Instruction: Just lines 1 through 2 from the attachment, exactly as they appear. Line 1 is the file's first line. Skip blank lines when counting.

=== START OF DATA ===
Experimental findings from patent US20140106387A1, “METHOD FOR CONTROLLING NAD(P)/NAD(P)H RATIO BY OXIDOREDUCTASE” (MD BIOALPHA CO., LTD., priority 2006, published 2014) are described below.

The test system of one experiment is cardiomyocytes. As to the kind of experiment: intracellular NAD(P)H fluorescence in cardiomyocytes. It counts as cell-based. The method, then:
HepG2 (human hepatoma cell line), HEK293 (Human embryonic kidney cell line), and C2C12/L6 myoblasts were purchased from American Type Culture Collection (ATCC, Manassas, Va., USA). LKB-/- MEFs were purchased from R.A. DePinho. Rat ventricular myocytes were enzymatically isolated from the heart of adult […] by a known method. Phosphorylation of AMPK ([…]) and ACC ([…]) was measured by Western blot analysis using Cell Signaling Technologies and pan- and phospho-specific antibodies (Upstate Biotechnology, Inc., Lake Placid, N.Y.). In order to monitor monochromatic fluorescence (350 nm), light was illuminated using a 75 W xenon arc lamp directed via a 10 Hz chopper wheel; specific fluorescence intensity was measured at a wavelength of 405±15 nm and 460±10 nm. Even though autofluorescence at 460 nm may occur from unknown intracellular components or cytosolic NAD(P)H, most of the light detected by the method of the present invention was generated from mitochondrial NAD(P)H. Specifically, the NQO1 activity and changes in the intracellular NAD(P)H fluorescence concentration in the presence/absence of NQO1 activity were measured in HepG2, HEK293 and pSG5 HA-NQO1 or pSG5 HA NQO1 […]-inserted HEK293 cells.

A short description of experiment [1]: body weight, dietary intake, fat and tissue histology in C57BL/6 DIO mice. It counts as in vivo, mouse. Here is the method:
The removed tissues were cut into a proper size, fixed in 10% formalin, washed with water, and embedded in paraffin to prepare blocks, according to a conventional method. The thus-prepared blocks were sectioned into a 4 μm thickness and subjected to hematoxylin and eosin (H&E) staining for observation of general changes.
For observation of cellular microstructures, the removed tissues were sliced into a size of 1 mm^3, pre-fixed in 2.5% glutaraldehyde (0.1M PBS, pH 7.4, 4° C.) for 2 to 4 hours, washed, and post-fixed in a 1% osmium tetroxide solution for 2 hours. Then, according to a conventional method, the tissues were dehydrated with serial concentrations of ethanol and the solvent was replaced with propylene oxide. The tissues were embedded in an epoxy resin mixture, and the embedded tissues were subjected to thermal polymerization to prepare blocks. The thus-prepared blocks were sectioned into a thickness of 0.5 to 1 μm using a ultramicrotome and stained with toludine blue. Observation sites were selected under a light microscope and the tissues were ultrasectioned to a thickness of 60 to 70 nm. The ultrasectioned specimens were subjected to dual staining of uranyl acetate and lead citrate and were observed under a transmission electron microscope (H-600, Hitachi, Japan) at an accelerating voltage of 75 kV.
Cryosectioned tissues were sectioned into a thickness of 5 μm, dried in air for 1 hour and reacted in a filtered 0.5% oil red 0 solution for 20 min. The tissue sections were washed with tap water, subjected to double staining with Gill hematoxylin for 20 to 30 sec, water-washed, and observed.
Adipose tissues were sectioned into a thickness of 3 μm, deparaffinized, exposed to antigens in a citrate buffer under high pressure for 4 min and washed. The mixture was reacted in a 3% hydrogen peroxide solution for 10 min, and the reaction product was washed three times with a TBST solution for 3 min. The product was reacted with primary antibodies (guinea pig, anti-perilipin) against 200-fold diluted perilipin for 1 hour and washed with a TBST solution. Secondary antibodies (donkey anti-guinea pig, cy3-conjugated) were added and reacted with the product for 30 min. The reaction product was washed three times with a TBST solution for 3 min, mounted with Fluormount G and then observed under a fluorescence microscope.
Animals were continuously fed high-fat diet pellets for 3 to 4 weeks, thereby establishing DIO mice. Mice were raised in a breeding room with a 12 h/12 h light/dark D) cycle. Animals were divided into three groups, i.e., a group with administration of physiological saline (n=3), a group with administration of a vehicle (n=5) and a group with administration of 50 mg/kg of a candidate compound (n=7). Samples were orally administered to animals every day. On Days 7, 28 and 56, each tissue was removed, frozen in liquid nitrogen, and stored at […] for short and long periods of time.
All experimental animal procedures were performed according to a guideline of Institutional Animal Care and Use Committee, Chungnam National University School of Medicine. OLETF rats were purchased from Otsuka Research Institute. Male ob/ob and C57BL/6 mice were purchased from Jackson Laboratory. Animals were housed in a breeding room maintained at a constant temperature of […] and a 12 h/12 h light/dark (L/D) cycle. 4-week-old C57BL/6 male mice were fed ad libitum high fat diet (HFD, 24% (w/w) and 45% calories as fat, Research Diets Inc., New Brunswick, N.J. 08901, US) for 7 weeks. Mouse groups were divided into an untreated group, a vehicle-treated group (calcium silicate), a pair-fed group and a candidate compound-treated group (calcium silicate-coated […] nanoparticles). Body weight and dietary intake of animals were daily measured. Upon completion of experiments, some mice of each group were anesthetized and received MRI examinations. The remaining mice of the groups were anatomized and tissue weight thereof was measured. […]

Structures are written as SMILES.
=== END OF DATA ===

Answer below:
Experimental findings from patent US20140106387A1, “METHOD FOR CONTROLLING NAD(P)/NAD(P)H RATIO BY OXIDOREDUCTASE” (MD BIOALPHA CO., LTD., priority 2006, published 2014) are described below.

The test system of one experiment is cardiomyocytes. As to the kind of experiment: intracellular NAD(P)H fluorescence in cardiomyocytes. It counts as cell-based. The method, then: